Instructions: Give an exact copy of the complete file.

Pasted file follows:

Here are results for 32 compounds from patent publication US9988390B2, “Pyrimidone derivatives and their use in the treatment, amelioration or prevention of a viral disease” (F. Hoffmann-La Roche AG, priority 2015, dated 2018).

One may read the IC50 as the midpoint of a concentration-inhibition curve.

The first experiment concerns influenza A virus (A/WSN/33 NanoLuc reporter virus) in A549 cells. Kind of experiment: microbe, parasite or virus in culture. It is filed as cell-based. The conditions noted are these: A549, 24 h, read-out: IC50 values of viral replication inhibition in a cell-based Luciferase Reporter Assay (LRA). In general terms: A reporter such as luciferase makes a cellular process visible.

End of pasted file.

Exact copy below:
Here are results for 32 compounds from patent publication US9988390B2, “Pyrimidone derivatives and their use in the treatment, amelioration or prevention of a viral disease” (F. Hoffmann-La Roche AG, priority 2015, dated 2018).

One may read the IC50 as the midpoint of a concentration-inhibition curve.

The first experiment concerns influenza A virus (A/WSN/33 NanoLuc reporter virus) in A549 cells. Kind of experiment: microbe, parasite or virus in culture. It is filed as cell-based. The conditions noted are these: A549, 24 h, read-out: IC50 values of viral replication inhibition in a cell-based Luciferase Reporter Assay (LRA). In general terms: A reporter such as luciferase makes a cellular process visible.